Habits of Mind

  • Communicate

The Power of Light and Dark

Discussion through works of art encourage how to approach ambiguous and complex ideas, thoughts, and feelings. The MFAH offers a democratic space where students and teachers can develop, practice and articulate these habits of mind. Remember that the quality of the conversation is what is important, not finding the artist’s “answer.” Slow down and take the time to make careful observations. Talk about what you notice, and try to avoid jumping to conclusions and interpretations. Be sure to give enough time for silent looking and thinking.




Born in Viterbo, Italy, Bartolomeo Cavarozzi moved to Rome to begin his studies at a well-established art academy. In Rome, Cavarozzi was influenced by the naturalistic style of the master painter, known simply as Caravaggio (1571–1610), who put great emphasis on the human figure and the dramatic use of light. In 1617 Cavarozzi traveled to Spain, where he encountered the rich color palette of Spanish painting, and where he is also credited with introducing Spanish painters to Caravaggism, a term named for Caravaggio’s widely copied style of painting. When Cavarozzi returned to Rome in 1619 his own mature style had emerged from the influence of Caravaggio and Spanish painting. Although the figures that Cavarozzi painted are more restrained than the boldly dramatic and active figures of Caravaggio, he continued depicting the human face and figure in Caravaggio’s naturalistic style and using dramatic light to emphasize his subjects.

Set against a dark background, a light at the upper left of the scene illuminates the quiet and pensive Madonna as she solemnly holds the Christ Child on her knees. The infant reaches for St. Catherine of Alexandria, who is cropped out of this rendition of Cavarozzi’s painting, but can be seen in his earlier work, the Mystical Marriage of St. Catherine. In this painting, two angels hold a jeweled crown over the head of Mary, representing that she is the Queen of Heaven. The rich burgundy of the Virgin’s velvet sleeve, the metallic blue of her satin wrap, and the rosy warm hue of skin tones are an influence from Cavarozzi’s time in Spain, where this painting was most likely completed.

This painting exemplifies the style of tenebrism that was introduced and used prolifically by Caravaggio in the 17th century. Tenebrism is the blending of extreme darks and lights to create a dramatic effect that is vividly seen in Virgin and Child with Angels and was the favored style of the Counter-Reformation Church to teach Catholic doctrine to the common man. As exemplified in this painting, the background is extremely dark, which makes the brightly lit figures in the foreground appear even more three-dimensional. The figures in Virgin and Child with Angels are also representative of Caravaggio’s naturalistic style, which rejected the classical ideal figure in favor of a more realistic and therefore more convincing depiction of the common man. In religious painting, the dramatic use of tenebrism, combined with a naturalistic style, proved to be a powerful tool for invoking awe and faith in the viewer.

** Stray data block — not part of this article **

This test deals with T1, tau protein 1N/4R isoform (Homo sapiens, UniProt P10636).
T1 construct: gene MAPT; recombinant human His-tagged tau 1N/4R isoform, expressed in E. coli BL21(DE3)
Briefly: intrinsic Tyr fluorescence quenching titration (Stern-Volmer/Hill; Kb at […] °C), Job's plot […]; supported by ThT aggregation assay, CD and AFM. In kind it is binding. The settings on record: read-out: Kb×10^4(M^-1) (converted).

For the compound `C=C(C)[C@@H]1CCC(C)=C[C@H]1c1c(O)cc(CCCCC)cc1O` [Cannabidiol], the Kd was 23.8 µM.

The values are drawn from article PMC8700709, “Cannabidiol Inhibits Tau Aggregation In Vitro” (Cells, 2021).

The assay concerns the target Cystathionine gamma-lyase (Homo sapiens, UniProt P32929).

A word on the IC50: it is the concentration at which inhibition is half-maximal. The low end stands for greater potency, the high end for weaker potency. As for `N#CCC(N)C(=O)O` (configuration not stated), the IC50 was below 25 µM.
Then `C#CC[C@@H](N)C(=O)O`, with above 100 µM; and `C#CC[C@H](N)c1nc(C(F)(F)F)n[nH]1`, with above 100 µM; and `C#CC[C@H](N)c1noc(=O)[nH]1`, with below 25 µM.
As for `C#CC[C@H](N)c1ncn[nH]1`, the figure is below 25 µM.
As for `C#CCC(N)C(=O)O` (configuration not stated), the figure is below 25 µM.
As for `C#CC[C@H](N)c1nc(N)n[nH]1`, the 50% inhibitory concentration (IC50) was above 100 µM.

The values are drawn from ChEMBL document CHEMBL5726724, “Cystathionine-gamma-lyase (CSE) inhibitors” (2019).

The Virgin and Child with Angels is one of several paintings Cavarozzi modeled from his original painting, Mystical Marriage of Saint Catherine, in Madrid. The Mystical Marriage of St. Catherine depicts St. Catherine kneeling beside the Christ Child with her hand over her heart in admiration. St. Catherine was rumored to be spiritually wed to Christ through a mystical marriage after her conversion to Christianity. The mystical marriage is part of the early Catholic belief that Christ presents himself in a vision and becomes “wedded” to the soul, and a ring is presented in a ceremony attended by the blessed Virgin, angels, and saints. There are numerous versions of the legend, but historians doubt that St. Catherine was a real person because she is not mentioned in any historical documentation before the 9th century.

The Learning Through Art program is endowed by Melvyn and Cyvia Wolff.

The Learning Through Art curriculum website is made possible in part by a grant from the Institute of Museum and Library Services.

All Learning and Interpretation programs at the Museum of Fine Arts, Houston, receive endowment income from funds provided by the Louise Jarrett Moran Bequest; Caroline Wiess Law; the William Randolph Hearst Foundation; The National Endowment for the Humanities; the Fondren Foundation; BMC Software, Inc.; the Wallace Foundation; the Neal Myers and Ken Black Children’s Art Fund; the Favrot Fund; and Gifts in honor of Beth Schneider